If you still haven't found your names and you are convinced that they should be in the census, you may need to turn to the microfilmed versions of the Soundex. These are available at some larger libraries. This would allow you to see all the variant surname spellings together, with given names listed alphabetically. However, remember that in the case of a child, if you do not know the father's name, you will need to look at each family card looking for a child of the correct age. The Soundex cards used are either the family card or an individual enumeration card, for those individuals who are not living with their immediate family.

If this is not an option, you may want to see if you can get access to microfilmed city directories. These alphabetical listings would help you in determining the ward and the street where your ancestor lived. You could then use this information in searching the digitized images page by page because you could narrow your search first to a specific ward and then second by looking at streets before you had to concentrate on names. This approach makes going page by page through the census much quicker.

One Family File or Many

Q: I have puzzled over this question and been asked this question. Please advise. There are 530 individuals in my tree. Do you recommend a single file with the four grandparents, two maternal and two paternal all in one file such as Miller.ftw or do you recommend a separate file for each of the grandparents such as Orr.ftw, McFarlane.ftw, Miller.ftw, Kellett.ftw. I have tried both ways and need some expert advice/recommendations. -- Lloyd

A: The simple answer to this question is to do what works for you. Some people just feel better if they have their tree in separate files, such as you have described, one for each grandparent.

However, let's look at the program for a moment and understand what it is capable of. This may aid you in your decision.

First, size is not an issue. The present crop of genealogy programs are designed to handle thousands of entries. I know some people who have put together family files with 60,000 people in them. One name surname studies, or family associations often track everyone in a single file. So, if you think you need to split the files for space issues, you can rest assured that nothing bad will happen to your database if you have them all together.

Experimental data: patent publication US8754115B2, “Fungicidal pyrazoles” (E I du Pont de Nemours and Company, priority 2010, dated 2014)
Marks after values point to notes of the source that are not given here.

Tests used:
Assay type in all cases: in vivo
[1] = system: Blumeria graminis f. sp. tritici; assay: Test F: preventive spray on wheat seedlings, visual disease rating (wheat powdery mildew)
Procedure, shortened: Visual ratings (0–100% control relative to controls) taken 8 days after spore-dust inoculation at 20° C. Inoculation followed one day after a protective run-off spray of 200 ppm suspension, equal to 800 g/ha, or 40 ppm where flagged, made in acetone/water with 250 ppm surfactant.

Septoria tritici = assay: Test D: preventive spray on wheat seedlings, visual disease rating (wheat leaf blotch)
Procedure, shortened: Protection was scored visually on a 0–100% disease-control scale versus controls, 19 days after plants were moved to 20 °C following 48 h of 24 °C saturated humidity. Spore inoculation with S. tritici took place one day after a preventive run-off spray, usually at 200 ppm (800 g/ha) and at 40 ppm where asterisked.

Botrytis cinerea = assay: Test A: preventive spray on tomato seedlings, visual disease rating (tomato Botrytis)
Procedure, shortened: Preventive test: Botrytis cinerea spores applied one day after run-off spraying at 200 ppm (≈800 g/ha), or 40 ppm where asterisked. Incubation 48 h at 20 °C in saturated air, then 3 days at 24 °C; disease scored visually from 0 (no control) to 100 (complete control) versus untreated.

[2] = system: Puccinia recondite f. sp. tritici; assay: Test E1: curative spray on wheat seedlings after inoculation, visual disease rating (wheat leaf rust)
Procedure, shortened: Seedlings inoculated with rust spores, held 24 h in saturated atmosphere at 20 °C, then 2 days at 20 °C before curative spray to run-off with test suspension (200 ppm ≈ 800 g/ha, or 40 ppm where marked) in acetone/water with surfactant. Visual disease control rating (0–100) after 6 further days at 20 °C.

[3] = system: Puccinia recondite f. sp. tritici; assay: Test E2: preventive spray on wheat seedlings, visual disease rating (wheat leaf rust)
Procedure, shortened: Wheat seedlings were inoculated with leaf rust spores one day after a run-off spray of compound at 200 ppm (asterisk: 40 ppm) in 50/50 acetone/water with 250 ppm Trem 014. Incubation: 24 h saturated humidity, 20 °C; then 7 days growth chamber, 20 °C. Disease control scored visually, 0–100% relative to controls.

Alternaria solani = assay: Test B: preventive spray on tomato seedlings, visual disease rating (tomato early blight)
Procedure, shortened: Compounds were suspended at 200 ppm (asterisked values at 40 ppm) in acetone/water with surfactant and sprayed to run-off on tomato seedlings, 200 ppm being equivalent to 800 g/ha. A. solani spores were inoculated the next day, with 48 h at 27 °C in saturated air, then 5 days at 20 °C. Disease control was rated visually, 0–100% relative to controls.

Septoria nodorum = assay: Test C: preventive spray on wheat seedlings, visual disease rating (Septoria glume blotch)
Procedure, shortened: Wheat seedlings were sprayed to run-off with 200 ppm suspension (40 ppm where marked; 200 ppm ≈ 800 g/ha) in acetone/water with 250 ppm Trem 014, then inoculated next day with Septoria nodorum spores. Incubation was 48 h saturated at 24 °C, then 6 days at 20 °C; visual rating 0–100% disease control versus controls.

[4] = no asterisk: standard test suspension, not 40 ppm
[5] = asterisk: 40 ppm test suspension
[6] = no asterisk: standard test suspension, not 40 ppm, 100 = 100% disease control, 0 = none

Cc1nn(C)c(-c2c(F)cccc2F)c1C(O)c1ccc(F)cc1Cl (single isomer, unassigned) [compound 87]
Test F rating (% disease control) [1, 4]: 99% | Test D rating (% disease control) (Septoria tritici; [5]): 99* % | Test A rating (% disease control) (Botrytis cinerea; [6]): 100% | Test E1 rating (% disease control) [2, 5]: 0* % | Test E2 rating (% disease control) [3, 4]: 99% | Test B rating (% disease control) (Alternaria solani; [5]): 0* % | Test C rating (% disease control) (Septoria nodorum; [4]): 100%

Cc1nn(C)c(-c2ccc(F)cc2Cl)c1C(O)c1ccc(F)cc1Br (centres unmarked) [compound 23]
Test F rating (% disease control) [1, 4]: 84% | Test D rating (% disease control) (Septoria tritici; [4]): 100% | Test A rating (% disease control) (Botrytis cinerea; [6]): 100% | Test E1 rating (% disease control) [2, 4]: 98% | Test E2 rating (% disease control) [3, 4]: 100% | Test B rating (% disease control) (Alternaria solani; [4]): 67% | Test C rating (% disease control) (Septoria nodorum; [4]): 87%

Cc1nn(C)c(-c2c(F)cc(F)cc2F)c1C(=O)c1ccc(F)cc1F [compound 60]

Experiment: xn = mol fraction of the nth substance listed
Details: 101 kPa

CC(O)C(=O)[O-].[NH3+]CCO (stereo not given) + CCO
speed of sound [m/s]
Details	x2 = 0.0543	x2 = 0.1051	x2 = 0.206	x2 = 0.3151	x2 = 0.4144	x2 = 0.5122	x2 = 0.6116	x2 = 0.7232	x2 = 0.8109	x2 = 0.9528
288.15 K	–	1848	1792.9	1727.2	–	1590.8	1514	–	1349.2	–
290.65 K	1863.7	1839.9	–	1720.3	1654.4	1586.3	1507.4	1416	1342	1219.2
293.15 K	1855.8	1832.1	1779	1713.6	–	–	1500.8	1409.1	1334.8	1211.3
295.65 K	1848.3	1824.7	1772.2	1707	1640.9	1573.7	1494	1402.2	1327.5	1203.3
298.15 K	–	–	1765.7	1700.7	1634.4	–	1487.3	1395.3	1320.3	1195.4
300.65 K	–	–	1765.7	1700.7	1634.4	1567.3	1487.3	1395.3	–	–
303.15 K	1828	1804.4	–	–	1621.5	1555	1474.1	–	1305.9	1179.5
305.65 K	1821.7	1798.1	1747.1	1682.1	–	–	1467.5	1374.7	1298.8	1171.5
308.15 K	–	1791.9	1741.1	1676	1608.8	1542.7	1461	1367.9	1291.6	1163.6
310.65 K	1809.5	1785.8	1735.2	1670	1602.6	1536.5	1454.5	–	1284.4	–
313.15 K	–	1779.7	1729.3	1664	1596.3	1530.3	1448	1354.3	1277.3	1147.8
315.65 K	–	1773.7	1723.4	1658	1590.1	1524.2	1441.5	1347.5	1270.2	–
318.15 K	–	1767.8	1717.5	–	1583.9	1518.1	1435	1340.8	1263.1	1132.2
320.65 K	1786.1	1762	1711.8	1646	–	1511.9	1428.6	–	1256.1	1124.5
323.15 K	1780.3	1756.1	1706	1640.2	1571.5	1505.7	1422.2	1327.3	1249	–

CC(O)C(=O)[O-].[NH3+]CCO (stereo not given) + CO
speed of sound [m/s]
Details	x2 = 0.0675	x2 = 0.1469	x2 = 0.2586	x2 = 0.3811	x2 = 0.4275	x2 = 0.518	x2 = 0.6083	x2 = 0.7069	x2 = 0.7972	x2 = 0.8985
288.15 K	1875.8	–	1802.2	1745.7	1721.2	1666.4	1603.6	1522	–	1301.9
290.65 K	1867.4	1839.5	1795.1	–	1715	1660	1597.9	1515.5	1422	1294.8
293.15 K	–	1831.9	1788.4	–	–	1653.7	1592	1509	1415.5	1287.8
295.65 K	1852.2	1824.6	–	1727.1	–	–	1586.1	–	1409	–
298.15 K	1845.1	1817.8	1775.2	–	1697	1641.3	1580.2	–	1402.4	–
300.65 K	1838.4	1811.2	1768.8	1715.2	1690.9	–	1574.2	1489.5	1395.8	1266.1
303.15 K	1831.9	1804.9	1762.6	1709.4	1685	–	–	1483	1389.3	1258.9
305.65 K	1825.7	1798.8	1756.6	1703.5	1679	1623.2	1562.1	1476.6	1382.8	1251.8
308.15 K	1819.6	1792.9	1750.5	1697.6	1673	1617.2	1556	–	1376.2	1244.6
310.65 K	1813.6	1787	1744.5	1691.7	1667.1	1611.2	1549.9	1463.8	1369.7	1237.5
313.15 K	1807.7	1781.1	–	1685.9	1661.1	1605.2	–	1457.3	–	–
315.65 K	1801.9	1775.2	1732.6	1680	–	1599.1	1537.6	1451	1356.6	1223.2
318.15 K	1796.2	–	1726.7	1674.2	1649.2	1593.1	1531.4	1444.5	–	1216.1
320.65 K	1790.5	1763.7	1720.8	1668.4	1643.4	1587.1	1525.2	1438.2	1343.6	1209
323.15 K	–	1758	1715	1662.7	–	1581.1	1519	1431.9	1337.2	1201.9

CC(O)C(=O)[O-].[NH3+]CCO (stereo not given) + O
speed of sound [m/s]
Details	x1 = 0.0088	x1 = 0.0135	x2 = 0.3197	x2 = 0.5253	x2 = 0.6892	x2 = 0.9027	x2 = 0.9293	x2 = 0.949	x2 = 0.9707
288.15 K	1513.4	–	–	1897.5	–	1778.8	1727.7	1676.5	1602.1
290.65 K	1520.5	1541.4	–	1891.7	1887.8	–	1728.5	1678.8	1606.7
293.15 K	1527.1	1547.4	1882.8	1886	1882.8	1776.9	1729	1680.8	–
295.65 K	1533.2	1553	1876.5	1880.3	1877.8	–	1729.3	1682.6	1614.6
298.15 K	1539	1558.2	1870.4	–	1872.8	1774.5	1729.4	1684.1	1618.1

Others split their database because they want to share parts of their ancestry with fellow researchers. Again, if you do not feel comfortable with a computer, you may want to have someone help you split them up as you describe and that way as you share your information there is no fear of sending something you didn't want them to have. However, sending a part of your database is easy to do in Family Tree Maker. Through the use of the various reports and the File menu, you can create a GEDCOM file or new database to share with another. The Family Tree Maker Knowledge base has an excellent article on this subject.


Rhonda R. McClure is a professional genealogist specializing in celebrity trees and computerized genealogy. She has been involved in online genealogy for fifteen years. She is the author of the award-winning The Complete Idiot's Guide to Online Genealogy, now in its second edition. She is the author of four how-to guides on Family Tree Maker. In late 2001, she wrote The Genealogist's Computer Companion. She is a contributing editor to Biography Magazine with her "Celebrity Roots" column and a contributing writer to The History Channel Magazine. Her latest book is Finding Your Famous and Infamous Ancestors. She may be contacted at rhondagen@thegenealogist.com.